It gives you a 'cheap' entry point for dev work; it also gives you full access to the IOS app/game ecosystem but allows you to keep your old phone which is very likely to be a hell of a lot cheaper than an iphone contract.

      1. P. Lee Silver badge

        Re: Tempting for devs?

        >allows you to keep your old phone which is very likely to be a hell of a lot cheaper than an iphone contract.

        You know you don't need to buy a contract for iphones right?

        If you're looking for a teenager, why not get the (old model?) iphone and they can pick up a sim card later when they have a job to pay for it?

        16G? Yeah right, what's the point of that? Ignoring my music collection which is larger than that, these things are going to be filled with selfie stills and videos in no time at all.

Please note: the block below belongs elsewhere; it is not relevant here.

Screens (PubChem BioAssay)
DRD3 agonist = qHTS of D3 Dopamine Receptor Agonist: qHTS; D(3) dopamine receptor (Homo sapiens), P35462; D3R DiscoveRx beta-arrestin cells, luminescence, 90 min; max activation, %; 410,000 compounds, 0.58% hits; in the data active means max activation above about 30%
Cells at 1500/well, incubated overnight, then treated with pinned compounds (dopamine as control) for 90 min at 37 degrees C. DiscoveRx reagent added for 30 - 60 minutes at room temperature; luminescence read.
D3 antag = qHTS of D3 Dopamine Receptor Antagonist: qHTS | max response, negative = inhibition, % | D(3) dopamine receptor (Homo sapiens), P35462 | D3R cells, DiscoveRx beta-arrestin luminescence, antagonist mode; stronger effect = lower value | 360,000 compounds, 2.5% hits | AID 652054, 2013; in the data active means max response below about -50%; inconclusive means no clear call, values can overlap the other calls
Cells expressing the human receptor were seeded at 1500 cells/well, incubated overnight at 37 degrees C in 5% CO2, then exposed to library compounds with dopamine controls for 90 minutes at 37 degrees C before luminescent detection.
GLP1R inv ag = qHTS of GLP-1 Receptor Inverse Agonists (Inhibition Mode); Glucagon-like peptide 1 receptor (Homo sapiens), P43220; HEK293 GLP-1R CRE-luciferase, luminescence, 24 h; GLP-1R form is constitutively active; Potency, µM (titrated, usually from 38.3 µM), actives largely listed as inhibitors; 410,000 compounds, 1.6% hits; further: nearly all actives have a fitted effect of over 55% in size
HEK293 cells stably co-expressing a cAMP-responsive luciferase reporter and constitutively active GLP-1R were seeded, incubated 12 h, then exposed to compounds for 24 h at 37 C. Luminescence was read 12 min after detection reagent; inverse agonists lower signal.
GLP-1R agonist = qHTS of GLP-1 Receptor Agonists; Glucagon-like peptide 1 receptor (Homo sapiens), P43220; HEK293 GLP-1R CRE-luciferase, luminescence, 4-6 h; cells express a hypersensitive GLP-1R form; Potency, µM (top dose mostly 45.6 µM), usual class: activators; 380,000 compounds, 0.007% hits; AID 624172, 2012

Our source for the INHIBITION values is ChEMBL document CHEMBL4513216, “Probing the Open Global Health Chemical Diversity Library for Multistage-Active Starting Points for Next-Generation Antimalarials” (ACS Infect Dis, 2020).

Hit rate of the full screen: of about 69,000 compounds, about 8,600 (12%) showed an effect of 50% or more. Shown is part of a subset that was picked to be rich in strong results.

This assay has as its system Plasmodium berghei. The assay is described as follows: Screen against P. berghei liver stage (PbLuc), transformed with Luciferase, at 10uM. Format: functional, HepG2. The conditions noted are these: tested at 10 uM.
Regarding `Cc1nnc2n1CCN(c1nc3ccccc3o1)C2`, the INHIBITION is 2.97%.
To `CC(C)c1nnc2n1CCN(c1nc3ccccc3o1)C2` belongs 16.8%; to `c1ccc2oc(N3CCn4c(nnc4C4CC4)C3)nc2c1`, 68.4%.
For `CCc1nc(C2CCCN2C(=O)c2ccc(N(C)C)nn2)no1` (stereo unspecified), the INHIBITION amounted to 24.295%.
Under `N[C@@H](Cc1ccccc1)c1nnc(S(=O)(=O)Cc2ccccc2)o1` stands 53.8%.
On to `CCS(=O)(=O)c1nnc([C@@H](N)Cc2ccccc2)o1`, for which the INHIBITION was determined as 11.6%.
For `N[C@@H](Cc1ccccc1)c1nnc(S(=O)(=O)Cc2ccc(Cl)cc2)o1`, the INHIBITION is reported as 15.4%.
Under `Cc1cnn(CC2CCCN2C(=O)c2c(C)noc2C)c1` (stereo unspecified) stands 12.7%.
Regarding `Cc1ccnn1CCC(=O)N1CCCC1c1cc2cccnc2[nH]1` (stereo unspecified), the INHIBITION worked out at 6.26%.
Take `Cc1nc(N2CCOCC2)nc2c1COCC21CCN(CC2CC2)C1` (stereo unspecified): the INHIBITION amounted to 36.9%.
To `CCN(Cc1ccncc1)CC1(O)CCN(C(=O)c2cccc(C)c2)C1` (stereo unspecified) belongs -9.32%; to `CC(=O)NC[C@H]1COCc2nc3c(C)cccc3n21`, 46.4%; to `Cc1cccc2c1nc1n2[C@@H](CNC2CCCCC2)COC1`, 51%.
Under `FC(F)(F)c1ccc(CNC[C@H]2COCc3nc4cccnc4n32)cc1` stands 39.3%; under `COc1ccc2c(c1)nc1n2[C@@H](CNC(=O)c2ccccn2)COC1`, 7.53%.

Most powerful? I haven't investigated it, but I find that... unlikely.

        I'm all for a good comparison review, but unnecessary embiggening is unbecoming.

    5. Phil Endecott

      Re: Tempting for devs?

      The fact that it has a different screen size from most of your users makes it less attractive as a development target.

      But having thr same processor is a good thing. This is exactly the opposite of the last iPod, which had the same screen size but a different processor than the corresponding phone.

    6. Anonymous Coward
      Anonymous Coward

      Re: Tempting for devs?